Posts Tagged ‘sacrifice’

Dave: Hey! What’s up? My name’s Dave.

Jon: I’m Jon. New in town?

Dave: Yeah, I’m the one who killed the giant. With a slingshot.

Jon: Right, right. Then you’ve met my dad.

Dave: Dad?

Jon: Yeah, King Saul. The Big Guy. I’m his oldest son.

Dave: Hmmm. You know Sam the Prophet says I’m going to be king?

Jon: Yep. Sam and I are tight. I’m on board.

Dave: You don’t mind?

Jon: Can’t say it will be easy, but Sam said I should honor God and do for you as I’d want done for me. So, I’m promising right now you’ll be king and have no problems with me.

Dave: But you’re the Prince of the Realm and the people love you.

Jon: Dave, let’s get this straight: For you to be king, I’m going to have to die.

Dave (pause): …there’s gotta be another way…

Jon: We’re living in ancient times. If you become king and I’m around, the first crisis that comes along, the people are gonna call for your head and they’ll want me as king. That’s how things work. For Pete’s sake, it’s 1000 BC!

Dave: Why does it have to be this way?

Jon: We blew it when we demanded a king. We were THE People of God and our “king” was the Law of Moses. We had judges anointed by God. Now, we’re like everybody else — Dad’s a monarch with autocratic power. Autonomous power puts the monarch above the law. I’m not protected by the Law any more.

Dave: So, if we’d kept the Law you’d have been okay?

Jon: Right. But the people kept whining, ‘We want a king! Look at the Philistines, Moabites, and Babylonians — they have kings!’ Sam was the only one who understood how stupid a king would be.

Dave: This stinks. So, for me to be God’s king, you, the Prince of the Realm, must die.

Jon: Listen, Dave. This all works out in the end. I’m more than thankful to play my part. I’m what you call a “type” or “analogy” of Christ, who’ll come along in the New Testament. How many people get to be Christ-like in the Old Testament?

Dave: You’re saying another prince will die?

Jon: THIS prince, Christ, is going to be from YOUR hometown and bloodline and will be the King of Kings. He’ll die for everyone, but God will resurrect him. He’ll fulfill the Law, conquer death, and reveal the Kingdom of God. We’ll all be joined together in him.

Dave: Jon, you’re the best friend a guy could have.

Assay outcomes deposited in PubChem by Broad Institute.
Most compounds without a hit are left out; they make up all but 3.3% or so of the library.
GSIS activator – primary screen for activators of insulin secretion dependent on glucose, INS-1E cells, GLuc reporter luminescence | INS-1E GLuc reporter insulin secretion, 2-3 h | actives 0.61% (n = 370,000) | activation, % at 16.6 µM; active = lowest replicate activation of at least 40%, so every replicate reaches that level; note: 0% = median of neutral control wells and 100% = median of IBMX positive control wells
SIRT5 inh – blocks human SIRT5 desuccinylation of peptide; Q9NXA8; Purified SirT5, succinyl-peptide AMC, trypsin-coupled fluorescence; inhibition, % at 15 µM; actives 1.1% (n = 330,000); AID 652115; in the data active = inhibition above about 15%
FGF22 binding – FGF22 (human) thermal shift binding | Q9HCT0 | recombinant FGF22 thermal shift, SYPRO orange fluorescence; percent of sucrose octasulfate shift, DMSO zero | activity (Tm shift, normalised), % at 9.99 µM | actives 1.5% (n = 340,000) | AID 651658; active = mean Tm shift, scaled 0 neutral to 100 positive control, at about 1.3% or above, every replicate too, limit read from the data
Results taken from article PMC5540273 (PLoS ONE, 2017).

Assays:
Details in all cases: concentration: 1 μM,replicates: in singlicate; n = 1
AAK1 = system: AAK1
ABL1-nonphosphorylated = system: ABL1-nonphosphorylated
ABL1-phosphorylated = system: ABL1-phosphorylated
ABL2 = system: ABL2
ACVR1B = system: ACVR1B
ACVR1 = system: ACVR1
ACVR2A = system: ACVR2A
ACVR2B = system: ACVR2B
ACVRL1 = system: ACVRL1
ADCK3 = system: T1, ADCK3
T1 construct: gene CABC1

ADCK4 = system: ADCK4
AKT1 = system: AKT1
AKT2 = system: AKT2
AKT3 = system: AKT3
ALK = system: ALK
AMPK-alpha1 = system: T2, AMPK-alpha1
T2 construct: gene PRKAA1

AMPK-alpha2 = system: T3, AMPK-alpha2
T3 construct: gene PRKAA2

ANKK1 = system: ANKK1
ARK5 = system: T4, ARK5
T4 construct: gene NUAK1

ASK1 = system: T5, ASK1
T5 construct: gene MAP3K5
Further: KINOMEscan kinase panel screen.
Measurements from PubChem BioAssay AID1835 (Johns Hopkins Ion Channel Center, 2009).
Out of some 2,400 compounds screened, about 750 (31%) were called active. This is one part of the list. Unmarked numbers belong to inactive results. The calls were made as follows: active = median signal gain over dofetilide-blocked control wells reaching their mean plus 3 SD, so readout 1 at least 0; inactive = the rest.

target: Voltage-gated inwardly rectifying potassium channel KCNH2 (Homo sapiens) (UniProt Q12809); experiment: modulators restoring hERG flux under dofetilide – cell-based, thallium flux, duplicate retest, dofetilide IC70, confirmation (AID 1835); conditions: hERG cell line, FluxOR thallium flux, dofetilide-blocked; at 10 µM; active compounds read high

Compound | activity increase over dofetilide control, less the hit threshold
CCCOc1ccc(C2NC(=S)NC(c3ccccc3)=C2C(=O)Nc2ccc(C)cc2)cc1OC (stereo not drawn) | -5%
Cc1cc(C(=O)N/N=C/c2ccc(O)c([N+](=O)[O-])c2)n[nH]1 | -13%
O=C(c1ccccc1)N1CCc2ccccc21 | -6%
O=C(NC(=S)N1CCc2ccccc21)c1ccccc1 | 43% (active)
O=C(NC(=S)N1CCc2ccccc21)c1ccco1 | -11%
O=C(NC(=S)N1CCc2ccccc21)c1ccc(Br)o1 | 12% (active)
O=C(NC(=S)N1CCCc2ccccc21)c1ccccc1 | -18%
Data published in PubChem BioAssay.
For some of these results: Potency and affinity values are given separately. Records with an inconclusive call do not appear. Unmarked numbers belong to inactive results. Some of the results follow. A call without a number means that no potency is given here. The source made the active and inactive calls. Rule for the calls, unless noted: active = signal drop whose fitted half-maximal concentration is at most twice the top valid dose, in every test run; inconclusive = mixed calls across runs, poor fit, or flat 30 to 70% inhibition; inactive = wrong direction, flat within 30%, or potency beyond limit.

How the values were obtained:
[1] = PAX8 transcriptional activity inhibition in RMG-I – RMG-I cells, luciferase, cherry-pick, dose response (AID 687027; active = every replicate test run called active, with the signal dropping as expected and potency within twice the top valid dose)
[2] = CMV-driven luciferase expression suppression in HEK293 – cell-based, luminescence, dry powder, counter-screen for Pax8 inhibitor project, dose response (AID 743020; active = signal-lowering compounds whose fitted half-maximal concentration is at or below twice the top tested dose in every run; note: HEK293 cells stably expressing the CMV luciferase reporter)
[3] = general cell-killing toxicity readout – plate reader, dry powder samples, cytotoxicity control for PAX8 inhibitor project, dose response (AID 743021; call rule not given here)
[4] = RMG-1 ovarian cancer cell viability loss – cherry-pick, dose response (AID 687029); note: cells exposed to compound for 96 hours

Jon: Christ’s gonna say,’There’s no greater love than this.’

Tr8: A friend loves at all times. We should sacrificially imitate Christ for others.


There’s no greater love than this, that a man lay down his life for others.

John the Baptist: Beheaded by Herod, 31 A.D.

Jesus of Nazareth: Crucified in Jerusalem, 33 A.D., but wouldn’t stay dead.

Stephen: Stoned, 34 A.D.

James (Brother of John): Killed by sword on order of Herod Agrippa in 44 A.D.

Phillip: Scourged, thrown into prison, and afterwards crucified in Heliopolis, Turkey, 54 A.D.

Barnabas: Stoned about 57 A.D.

James (Brother of Jesus): Clubbed to death in Jerusalem, 62. A.D.

Andrew: Crucified in Achaia, Greece, 60 A.D.

Peter: Crucified upside-down in Rome, probably under Nero in 60s A.D.

Paul: Beheaded in Rome, 60s A.D.

Matthew: Speared in the city of Nadabah, Ethiopia, 60 A.D.

Thaddeus. Crucified in Edessa, Greece, A.D. 72

Simon the Zealot: Crucified, 74 A.D.

Mattias (who replaced Judas):  Stoned and beheaded in Jerusalem.

Thomas: Run through with a spear in India.

Batholomew: Beaten with rods and beheaded, India.

John Mark: Dragged to pieces and beheaded in Alexandria, Egypt.

Ignatius of Antioch: Fed to lions in Rome, 117 A.D.

Polycarp of Smyrna: Six believers were scourged and beheaded. He was burned at the stake in the market, 155 A.D.

Irenaeus: Martyred in 190 A.D.

Pothirus, Origen, Justin Martyr, Cyprian…the list goes on an on. Some estimate Christians continue to die for their faith at the rate of about 450 a day.

Historical purists and others may say the historical record is unreliable.

They may be right, so, throw out half, two-thirds, nine-tenths, or all but the three (John the Baptist, Stephen, and James) recorded in the NT.

Historical records (secular and sacred) support the notion most of the men who followed Christ in life, followed him in death. As did many of the Disciples’ disciples. History is established by multiple witnesses triangulating an event to the satisfaction of the public. To varying degrees, these stories cleared the public bar.

The breaking trend in these lives is sacrificial dedic8ion and commitment to Jesus Christ, the resurrected Son of God. Whatever else can be said about Christ, he impressed his followers and they believed him.

They lived at risk.

They held nothing back.

They lived and died for Christ — for the one who died for them.

Tr8: Sacrificial love.

There’s no greater love than this, that a man lay down his life for others.

How are you laying yours down today?